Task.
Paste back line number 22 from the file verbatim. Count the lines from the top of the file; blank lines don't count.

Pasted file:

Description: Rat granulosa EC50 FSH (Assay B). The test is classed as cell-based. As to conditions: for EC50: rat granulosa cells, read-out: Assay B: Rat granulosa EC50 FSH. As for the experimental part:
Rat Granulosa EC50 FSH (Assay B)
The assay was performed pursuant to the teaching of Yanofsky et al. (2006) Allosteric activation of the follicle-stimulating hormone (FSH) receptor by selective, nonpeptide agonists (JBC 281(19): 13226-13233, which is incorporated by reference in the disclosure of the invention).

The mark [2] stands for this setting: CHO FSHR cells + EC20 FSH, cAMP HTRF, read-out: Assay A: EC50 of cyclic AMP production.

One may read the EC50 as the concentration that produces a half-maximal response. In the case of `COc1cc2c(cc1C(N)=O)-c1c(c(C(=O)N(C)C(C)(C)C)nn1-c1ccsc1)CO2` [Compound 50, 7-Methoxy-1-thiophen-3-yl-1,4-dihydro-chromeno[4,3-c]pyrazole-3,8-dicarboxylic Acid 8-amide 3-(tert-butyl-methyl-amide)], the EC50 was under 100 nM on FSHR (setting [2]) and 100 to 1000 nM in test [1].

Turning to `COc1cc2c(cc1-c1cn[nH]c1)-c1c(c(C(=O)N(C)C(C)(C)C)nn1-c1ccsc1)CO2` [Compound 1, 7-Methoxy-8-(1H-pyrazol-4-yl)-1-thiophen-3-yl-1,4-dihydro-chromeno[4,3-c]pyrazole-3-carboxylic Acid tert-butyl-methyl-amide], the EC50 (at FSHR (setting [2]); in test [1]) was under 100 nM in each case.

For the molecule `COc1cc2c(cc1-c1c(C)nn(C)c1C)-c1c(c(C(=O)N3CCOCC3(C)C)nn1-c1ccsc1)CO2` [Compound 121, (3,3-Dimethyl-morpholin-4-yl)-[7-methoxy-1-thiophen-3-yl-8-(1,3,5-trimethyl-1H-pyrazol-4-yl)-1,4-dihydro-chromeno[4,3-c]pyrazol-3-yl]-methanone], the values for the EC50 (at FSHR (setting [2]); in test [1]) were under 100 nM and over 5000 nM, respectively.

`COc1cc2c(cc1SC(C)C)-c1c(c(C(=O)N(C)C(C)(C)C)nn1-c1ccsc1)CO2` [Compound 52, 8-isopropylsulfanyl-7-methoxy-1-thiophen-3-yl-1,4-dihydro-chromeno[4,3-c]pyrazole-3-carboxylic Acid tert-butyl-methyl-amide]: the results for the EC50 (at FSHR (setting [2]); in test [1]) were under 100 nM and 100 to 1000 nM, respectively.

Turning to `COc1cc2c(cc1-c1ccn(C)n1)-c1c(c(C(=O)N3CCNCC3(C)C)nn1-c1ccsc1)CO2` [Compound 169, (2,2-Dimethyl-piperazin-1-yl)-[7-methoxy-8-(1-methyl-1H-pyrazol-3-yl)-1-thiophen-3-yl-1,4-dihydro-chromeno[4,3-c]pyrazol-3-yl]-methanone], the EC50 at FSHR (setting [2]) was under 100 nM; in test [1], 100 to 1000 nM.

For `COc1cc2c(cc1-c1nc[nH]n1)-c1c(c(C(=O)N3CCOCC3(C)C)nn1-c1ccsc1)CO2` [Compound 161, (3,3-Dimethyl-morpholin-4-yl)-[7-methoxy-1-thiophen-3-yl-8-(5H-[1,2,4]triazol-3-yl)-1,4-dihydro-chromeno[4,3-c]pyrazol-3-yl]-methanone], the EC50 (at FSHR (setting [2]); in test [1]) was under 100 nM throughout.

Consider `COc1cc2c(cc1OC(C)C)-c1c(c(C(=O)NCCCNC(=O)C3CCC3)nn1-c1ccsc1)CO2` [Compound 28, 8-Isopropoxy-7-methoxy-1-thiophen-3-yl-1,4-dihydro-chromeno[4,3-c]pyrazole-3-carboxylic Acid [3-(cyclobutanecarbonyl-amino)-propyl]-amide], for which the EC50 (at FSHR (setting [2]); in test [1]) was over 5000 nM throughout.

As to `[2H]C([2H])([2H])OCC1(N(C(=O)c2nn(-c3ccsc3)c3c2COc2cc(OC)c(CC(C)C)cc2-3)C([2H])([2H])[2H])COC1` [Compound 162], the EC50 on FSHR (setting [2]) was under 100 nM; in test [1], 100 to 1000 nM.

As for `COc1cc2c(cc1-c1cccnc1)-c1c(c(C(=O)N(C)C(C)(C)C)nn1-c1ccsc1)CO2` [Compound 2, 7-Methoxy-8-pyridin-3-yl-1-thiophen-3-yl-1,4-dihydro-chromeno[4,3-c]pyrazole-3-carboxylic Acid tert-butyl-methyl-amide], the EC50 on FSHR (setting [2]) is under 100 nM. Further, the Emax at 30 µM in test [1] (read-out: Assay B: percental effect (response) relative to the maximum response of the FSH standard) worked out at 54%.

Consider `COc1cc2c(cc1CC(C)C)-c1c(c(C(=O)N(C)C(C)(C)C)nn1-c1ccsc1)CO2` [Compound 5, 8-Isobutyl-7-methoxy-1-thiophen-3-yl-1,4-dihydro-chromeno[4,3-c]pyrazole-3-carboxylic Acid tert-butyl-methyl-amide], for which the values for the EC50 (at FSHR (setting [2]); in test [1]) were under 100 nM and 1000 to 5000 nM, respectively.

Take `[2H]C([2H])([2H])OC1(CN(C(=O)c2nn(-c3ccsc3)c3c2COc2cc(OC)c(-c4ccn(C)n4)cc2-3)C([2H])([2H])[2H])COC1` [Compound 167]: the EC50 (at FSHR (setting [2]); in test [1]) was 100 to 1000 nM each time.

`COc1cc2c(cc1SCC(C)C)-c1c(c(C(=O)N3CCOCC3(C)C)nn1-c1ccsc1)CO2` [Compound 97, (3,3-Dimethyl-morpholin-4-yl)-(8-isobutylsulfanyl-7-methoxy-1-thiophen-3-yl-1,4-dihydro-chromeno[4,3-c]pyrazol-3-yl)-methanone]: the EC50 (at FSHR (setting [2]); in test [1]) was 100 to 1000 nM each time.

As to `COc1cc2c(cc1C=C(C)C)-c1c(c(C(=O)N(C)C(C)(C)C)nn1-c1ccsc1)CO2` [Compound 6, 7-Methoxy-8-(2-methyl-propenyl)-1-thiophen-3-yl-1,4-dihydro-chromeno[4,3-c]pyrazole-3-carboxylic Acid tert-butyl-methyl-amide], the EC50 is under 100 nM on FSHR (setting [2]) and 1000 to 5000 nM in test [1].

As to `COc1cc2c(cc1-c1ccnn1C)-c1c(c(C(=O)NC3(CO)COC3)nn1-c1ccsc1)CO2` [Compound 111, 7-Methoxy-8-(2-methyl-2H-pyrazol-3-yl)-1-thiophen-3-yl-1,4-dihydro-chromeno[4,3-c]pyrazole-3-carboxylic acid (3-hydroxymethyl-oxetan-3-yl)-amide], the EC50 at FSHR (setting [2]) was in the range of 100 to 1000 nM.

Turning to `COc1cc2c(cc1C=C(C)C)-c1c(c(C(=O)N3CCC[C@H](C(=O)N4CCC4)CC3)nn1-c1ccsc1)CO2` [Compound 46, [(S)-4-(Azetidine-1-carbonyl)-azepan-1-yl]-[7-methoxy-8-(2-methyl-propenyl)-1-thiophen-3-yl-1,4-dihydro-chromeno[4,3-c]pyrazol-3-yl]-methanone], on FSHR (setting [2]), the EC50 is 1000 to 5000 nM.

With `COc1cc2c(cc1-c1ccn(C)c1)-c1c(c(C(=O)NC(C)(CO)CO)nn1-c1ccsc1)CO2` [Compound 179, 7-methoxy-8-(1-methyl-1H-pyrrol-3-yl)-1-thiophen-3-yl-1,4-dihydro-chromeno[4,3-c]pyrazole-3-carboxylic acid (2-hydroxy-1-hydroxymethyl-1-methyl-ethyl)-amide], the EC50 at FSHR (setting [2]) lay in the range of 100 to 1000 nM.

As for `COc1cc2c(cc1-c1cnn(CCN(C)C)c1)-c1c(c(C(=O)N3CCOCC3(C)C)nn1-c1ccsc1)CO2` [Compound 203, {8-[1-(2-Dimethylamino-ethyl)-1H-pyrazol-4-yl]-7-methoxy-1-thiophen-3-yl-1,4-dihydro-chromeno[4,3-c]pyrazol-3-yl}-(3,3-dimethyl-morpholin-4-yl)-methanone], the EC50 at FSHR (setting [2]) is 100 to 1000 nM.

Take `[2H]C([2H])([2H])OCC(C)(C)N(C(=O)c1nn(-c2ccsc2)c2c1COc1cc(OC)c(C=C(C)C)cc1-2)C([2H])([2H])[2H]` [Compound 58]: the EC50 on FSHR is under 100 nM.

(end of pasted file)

Take `[2H]C([2H])([2H])OCC(C)(C)N(C(=O)c1nn(-c2ccsc2)c2c1COc1cc(OC)c(C=C(C)C)cc1-2)C([2H])([2H])[2H]` [Compound 58]: the EC50 on FSHR is under 100 nM.